Born Charles Nelson Miller, 30 August 1924, Wellington, Kansas
Died 15 January 2000, Lahaina, Maui, Hawaii

In the pantheon of artists who helped to midwife the difficult birth of the Big Beat in the early 1950s there are many who have been subsequently forgotten. Even huge, encyclopaedic "History of Rock" style tomes inevitably concentrate on the younger, sexier, more commercially successful artists of those halcyon days and neglect the experienced older performers - some of whom had been playing in a style approaching rock 'n' roll for many years before its official birth in the mid 1950s. One case in point is the much-maligned Bill Haley and his Comets, who fortunately spent too long on the charts on both sides of the Atlantic to allow them to be ignored completely, but that hasn't stopped many of the Sixties-centric rock historians trying to minimize The Comets contributions to the beginnings of their chosen genre.

Another such artist, who sadly didn't enjoy the immortality bestowed by a run of chart hits, is the now obscure Chuck Miller who, like Haley and his gang, was slightly older than the likes of Presley, Vincent, Cochran and Holly. He was already a veteran musician before those named made their debut, and - with the trio he fronted for bass-player Robert Douglass - they had already begun to weave the elements of the older music of their generation into something new, exciting and danceable for the restless teenagers of the 1950s.

Charles Nelson Miller was born in rural Wellington, Kansas - "Wheat Capital of the World" - on 30th August 1924 and little is known of his early life. One of four children, he learned to play piano as a child and by the mid 1940s had become a professional musician in the Los Angeles area, alongside other singer/pianists such as Nat Cole and Charles Brown. He became friendly with saxophonist Big Dave Cavanaugh and formed a bond with Cavanaugh's bass-player, Robert Douglass, who would become instrumental in helping Miller form his own trio for personal appearances and became the group's chief arranger as well as playing the bass. They began touring as the Chuck Miller Trio in the late 1940s, but California was awash with similar groups and record deals were hard to come by.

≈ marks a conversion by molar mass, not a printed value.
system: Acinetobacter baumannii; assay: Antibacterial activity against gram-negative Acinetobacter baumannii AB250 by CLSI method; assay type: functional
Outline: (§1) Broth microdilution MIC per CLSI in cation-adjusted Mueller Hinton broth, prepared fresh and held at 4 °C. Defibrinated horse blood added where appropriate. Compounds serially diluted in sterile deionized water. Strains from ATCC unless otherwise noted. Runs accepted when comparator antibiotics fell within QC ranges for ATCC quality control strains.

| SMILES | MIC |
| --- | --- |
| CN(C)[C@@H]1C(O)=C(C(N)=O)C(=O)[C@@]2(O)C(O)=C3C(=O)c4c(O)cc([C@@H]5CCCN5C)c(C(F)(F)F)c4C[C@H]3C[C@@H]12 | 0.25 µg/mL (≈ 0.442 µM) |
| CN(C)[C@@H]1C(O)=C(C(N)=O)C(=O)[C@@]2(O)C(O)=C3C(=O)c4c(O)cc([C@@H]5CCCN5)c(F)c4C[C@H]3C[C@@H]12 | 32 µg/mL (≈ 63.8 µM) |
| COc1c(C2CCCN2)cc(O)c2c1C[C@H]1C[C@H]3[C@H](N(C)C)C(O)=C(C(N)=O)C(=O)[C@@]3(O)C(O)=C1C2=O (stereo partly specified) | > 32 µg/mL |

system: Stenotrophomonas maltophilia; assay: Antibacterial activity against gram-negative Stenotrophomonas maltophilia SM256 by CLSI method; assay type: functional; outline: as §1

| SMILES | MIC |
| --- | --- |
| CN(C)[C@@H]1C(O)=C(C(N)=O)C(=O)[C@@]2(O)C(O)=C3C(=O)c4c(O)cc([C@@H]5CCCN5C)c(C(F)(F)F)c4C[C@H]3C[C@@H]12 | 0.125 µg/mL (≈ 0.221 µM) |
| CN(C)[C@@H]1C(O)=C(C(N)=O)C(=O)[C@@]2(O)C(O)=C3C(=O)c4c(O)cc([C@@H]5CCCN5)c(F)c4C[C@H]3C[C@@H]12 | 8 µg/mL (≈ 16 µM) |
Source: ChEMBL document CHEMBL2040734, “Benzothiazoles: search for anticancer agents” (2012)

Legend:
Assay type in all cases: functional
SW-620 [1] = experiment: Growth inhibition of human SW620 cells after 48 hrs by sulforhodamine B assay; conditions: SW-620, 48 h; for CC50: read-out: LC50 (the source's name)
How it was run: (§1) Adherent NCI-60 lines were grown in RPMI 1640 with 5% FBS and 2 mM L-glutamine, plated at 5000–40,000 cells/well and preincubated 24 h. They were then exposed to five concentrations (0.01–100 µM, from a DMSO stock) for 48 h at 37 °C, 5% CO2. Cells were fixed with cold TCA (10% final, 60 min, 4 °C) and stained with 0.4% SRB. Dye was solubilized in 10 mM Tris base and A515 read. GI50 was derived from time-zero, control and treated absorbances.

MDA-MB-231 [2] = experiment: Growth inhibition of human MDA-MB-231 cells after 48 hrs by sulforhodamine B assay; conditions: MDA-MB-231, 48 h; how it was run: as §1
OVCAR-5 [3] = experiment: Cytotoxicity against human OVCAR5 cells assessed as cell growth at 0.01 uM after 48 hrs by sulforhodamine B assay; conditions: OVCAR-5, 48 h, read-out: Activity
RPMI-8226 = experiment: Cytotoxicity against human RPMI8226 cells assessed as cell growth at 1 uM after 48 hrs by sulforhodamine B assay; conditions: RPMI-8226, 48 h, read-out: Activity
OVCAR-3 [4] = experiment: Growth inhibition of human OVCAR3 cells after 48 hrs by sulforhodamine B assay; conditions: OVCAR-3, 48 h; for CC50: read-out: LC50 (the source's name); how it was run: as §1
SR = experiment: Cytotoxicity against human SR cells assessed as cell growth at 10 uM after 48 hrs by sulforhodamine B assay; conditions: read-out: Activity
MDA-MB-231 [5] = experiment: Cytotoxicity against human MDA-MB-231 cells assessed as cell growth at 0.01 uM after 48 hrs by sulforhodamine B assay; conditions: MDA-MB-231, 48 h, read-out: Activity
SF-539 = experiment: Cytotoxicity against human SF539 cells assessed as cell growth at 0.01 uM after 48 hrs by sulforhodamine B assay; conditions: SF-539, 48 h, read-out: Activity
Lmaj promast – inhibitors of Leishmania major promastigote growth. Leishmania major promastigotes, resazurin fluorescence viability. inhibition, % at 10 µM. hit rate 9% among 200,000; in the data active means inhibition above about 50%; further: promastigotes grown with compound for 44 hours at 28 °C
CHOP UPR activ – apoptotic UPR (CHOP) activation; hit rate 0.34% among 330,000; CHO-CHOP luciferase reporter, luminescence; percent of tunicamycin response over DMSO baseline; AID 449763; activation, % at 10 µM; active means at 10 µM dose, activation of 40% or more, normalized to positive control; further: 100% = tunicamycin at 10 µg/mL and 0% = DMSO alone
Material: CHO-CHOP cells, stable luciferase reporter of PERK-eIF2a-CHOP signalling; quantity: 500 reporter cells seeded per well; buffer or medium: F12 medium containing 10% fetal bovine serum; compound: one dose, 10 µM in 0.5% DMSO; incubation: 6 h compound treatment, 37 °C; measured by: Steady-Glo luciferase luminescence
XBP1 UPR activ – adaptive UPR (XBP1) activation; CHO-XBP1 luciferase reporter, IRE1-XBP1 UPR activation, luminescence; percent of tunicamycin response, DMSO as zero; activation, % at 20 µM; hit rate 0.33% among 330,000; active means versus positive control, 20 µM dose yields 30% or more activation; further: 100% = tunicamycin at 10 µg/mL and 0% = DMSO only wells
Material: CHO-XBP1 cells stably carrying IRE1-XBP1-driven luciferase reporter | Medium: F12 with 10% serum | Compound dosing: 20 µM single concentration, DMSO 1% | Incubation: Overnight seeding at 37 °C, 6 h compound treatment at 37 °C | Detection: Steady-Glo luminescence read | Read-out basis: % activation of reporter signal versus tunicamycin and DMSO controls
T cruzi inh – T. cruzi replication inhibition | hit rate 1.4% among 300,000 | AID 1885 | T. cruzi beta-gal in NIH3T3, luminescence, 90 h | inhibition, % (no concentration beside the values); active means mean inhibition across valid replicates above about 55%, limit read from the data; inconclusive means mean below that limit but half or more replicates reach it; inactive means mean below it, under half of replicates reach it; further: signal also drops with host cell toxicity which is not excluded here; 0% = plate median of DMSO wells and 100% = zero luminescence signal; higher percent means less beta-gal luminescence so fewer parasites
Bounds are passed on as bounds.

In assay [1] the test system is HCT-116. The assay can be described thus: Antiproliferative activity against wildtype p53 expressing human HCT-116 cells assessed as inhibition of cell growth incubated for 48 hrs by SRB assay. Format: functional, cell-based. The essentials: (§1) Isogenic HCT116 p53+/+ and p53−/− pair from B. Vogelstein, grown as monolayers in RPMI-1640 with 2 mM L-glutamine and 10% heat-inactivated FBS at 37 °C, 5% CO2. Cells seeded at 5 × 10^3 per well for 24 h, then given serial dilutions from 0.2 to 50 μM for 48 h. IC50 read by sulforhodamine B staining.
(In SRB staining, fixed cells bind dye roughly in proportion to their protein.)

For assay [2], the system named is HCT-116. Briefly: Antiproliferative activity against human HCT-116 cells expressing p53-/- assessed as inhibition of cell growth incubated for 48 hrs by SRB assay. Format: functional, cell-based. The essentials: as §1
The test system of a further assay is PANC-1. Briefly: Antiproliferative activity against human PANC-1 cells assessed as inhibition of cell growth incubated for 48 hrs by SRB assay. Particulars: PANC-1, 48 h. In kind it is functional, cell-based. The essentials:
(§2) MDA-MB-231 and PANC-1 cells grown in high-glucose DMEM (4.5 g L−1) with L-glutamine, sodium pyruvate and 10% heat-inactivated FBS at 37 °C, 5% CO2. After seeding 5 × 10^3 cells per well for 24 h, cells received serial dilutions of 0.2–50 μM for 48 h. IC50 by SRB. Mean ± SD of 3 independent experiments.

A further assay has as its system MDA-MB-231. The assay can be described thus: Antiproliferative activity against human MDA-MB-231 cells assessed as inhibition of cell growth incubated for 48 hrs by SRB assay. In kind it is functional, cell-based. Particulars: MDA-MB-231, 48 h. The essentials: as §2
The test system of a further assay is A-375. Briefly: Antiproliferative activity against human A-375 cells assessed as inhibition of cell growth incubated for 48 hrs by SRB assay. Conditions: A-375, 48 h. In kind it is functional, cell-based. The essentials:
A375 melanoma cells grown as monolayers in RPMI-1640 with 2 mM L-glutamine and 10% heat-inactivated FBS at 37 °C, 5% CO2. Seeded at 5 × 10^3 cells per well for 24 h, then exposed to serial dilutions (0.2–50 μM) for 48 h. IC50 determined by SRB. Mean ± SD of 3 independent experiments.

As luck would have it, in the early 1950s their friend Dave Cavanaugh became employed as A&R man for Capitol Records, and he was swift to sign his talented old friends to a recording contract. Chuck Miller began recording for Capitol with Cavanaugh's band and the first singles, released in 1953-54, were firmly in the MOR pop and novelty moulds, heavily inspired by Miller's twin influences of Bing Crosby and Dean Martin. Chuck's third release however was a cover of Wade Ray's "Idaho Red" - a hillbilly truck-driving song written by a real truck driver, Frank Kauzlaric. Wade Ray's original recording had been in the western swing style, but Miller's more urbane arrangement sold well too and caused Capitol to swiftly scour their stockpile of unissued tracks for a lively follow-up. Chuck's self-penned "Hopahula Boogie" had been cut by the trio in a break from the usual orchestral fare and, although it wasn't a big seller, it set the style for much of what Miller would produce in the next few years.

In early 1955 Chuck Miller left Capitol for a new recording contract with Mercury Records. His debut with the label paired his own classy pop song, "Can't Help Wonderin'", with the hip revival of Freddie Slack's old swing-era classic "The House of Blue Lights" - both arranged by Robert Douglass - which would soon prove to be his most successful single. It did so well during the summer of 1955 - spending 14 weeks on the Best Seller chart, peaking at #9 - that Capitol Records rushed out a fifth single from their stockpile, but the sides remaining with his debut label were a bit corny compared to what Miller was then laying down for Mercury.

Having proven his success with cover versions, Mercury next had Chuck cover Bobby Lord's jaunty country rocker, "Hawk-Eye" written by Boudleaux Bryant, which they paired with another solid Miller-penned ballad "Something To Live For". The single was nowhere near as successful as the first, so for the follow-up they decided to expand the sound of the Chuck Miller Trio to include horns and the resulting single was quite spectacular, with another rocked-up swing-era classic, Gene Krupa's "Boogie Blues" coupled with an eldritch novelty full of voodoo symbolism called "Lookout Mountain". The latter was so unusual that RCA's chief A&R executive, Steve Sholes, sent the record to the young singer he had just signed (but not yet recorded) to consider for his upcoming debut session. Sadly, as far as is known, Elvis never recorded the appealingly sinister song written by one Seymour Lazar, even though "Heartbreak Hotel" had been cast from the same mould.